Swift wrote "A Modest Proposal" after experiencing frustration that a series of reasonable proposals he had made for alleviating the plight of the Irish poor were ignored. His audience, for the earlier proposals as well as this piece, were the wealthy Anglo-Irish who had most of the money and power in Ireland—the very people who would have had the wealth to feast on such a gourmet item as a roasted baby or who could have sponsored a hunt of a child nearing adolescence.
Swift was a dean, a high clerical position in the Anglican Church, and he felt compassion for the poor. His goal was to shock the wealthy and powerful into making some small moves to ease the burden and stranglehold on the poor, who were charged very high rents and prices while having almost no job opportunities. He wished to shock the wealthy with a proposal that was so outrageous that they would sit up and take notice. He hoped they would be so appalled at the idea of eating babies that a more humane response to poverty might begin to appeal to them.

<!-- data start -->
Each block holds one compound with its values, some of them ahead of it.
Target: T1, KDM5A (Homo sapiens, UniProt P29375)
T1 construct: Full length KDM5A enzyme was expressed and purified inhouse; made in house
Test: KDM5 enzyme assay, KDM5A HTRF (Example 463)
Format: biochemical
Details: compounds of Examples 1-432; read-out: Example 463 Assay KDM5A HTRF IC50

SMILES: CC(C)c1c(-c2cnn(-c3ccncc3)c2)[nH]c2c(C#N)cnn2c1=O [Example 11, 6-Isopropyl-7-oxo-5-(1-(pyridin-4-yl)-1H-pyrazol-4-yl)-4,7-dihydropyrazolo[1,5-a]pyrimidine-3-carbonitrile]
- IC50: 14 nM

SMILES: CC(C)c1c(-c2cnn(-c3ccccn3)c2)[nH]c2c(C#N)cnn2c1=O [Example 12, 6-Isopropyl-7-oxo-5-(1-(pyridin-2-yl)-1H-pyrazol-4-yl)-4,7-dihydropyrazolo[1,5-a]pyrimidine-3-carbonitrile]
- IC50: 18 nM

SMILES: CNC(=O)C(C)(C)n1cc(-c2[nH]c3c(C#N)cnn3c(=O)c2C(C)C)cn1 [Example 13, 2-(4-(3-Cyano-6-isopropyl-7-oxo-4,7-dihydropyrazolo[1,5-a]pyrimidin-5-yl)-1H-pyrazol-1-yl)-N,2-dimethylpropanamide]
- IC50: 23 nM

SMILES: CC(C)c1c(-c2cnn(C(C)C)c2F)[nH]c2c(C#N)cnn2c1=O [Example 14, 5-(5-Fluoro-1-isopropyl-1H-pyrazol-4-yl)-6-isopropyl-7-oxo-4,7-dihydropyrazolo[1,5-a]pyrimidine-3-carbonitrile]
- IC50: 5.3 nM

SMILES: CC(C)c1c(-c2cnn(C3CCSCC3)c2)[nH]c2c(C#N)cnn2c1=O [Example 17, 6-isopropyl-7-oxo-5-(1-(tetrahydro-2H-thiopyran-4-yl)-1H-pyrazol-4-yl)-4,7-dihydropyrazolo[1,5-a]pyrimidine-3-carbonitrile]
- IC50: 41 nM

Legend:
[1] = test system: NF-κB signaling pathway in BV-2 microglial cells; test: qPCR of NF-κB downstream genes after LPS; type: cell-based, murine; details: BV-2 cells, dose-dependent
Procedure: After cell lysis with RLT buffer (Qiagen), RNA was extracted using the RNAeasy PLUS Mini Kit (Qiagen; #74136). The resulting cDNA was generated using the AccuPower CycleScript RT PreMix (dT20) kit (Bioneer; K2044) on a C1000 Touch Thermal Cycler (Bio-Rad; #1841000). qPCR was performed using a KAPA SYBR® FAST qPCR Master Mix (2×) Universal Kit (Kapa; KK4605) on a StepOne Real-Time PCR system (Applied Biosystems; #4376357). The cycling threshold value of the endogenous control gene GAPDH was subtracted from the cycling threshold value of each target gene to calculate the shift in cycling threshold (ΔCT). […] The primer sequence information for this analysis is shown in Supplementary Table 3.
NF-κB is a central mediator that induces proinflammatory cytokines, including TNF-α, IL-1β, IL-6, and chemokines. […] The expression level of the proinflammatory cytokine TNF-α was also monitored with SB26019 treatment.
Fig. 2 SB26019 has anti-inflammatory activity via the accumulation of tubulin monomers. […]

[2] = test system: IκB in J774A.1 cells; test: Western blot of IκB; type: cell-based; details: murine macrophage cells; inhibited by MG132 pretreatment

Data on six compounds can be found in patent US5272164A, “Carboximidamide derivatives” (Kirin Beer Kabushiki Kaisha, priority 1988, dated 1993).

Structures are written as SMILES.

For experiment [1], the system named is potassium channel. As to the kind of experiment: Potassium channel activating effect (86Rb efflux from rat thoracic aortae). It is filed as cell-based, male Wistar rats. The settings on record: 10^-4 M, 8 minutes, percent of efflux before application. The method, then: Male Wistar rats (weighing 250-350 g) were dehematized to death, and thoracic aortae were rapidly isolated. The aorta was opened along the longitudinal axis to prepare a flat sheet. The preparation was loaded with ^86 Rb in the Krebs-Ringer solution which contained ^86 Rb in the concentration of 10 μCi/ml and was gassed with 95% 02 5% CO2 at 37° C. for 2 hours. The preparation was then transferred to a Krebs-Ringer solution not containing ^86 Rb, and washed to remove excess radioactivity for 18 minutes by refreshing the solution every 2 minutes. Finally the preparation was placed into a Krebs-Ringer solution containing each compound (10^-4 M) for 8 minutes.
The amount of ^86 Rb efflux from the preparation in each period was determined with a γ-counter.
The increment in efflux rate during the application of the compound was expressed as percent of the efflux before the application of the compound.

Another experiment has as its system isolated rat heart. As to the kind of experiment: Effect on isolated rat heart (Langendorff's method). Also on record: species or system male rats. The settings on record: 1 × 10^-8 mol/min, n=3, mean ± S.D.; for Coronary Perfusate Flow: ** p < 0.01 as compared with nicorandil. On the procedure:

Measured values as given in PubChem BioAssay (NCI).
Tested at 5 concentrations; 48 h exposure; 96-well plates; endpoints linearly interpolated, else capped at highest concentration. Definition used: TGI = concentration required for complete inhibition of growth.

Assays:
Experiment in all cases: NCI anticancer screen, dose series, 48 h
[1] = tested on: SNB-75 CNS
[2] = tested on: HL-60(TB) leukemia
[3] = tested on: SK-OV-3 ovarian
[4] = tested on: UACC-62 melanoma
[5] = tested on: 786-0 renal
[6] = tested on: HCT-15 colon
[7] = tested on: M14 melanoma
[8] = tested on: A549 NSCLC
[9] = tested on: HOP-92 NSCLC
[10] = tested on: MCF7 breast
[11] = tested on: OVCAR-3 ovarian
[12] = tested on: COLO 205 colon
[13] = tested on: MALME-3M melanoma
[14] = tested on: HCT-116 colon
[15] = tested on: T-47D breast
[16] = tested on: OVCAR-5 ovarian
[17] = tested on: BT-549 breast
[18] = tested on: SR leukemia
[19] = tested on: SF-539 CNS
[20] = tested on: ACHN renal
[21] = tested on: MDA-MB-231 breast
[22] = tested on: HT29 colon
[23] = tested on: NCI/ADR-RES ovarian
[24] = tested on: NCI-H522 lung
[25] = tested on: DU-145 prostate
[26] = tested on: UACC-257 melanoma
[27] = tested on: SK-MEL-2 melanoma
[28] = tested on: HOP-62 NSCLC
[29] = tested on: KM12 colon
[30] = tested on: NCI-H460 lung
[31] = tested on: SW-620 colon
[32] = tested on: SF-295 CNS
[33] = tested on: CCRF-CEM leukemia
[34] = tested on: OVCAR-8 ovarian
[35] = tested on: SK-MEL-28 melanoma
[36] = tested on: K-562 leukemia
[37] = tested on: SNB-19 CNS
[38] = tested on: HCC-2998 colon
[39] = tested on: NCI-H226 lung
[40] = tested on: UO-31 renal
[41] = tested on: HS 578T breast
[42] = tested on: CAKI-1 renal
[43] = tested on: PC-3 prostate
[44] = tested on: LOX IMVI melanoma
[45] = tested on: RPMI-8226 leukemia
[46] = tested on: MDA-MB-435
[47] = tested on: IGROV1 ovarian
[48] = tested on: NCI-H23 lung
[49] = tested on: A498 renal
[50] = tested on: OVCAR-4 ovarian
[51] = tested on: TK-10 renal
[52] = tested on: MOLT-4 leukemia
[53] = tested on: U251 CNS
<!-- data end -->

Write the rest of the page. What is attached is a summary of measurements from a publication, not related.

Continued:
Swift's scheme backfired. Then as now, people have trouble reading irony, and they mistook the views of the clueless narrator as Swift's own. They ended up appalled at him thinking him a misanthrope who made inhumane proposals.